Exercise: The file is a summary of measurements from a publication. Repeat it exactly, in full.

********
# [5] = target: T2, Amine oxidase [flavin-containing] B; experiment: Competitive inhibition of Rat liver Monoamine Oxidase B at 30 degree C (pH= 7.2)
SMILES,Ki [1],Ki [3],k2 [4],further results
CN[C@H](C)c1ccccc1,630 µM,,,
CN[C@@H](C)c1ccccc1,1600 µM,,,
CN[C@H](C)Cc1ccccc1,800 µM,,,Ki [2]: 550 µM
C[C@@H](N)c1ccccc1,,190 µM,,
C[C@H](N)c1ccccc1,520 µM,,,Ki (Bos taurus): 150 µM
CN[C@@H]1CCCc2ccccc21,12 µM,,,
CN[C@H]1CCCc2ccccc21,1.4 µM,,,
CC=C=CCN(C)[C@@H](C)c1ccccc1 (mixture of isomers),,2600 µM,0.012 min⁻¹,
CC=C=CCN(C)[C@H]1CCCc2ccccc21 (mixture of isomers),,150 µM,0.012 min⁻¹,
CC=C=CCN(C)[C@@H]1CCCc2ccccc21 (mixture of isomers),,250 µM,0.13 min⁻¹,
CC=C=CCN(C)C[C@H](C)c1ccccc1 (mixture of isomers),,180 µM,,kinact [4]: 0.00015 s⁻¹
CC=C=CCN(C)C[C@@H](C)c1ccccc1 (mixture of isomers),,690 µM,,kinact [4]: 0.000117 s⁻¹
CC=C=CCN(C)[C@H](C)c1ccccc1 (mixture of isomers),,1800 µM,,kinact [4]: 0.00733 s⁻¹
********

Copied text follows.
# [5] = target: T2, Amine oxidase [flavin-containing] B; experiment: Competitive inhibition of Rat liver Monoamine Oxidase B at 30 degree C (pH= 7.2)
SMILES,Ki [1],Ki [3],k2 [4],further results
CN[C@H](C)c1ccccc1,630 µM,,,
CN[C@@H](C)c1ccccc1,1600 µM,,,
CN[C@H](C)Cc1ccccc1,800 µM,,,Ki [2]: 550 µM
C[C@@H](N)c1ccccc1,,190 µM,,
C[C@H](N)c1ccccc1,520 µM,,,Ki (Bos taurus): 150 µM
CN[C@@H]1CCCc2ccccc21,12 µM,,,
CN[C@H]1CCCc2ccccc21,1.4 µM,,,
CC=C=CCN(C)[C@@H](C)c1ccccc1 (mixture of isomers),,2600 µM,0.012 min⁻¹,
CC=C=CCN(C)[C@H]1CCCc2ccccc21 (mixture of isomers),,150 µM,0.012 min⁻¹,
CC=C=CCN(C)[C@@H]1CCCc2ccccc21 (mixture of isomers),,250 µM,0.13 min⁻¹,
CC=C=CCN(C)C[C@H](C)c1ccccc1 (mixture of isomers),,180 µM,,kinact [4]: 0.00015 s⁻¹
CC=C=CCN(C)C[C@@H](C)c1ccccc1 (mixture of isomers),,690 µM,,kinact [4]: 0.000117 s⁻¹
CC=C=CCN(C)[C@H](C)c1ccccc1 (mixture of isomers),,1800 µM,,kinact [4]: 0.00733 s⁻¹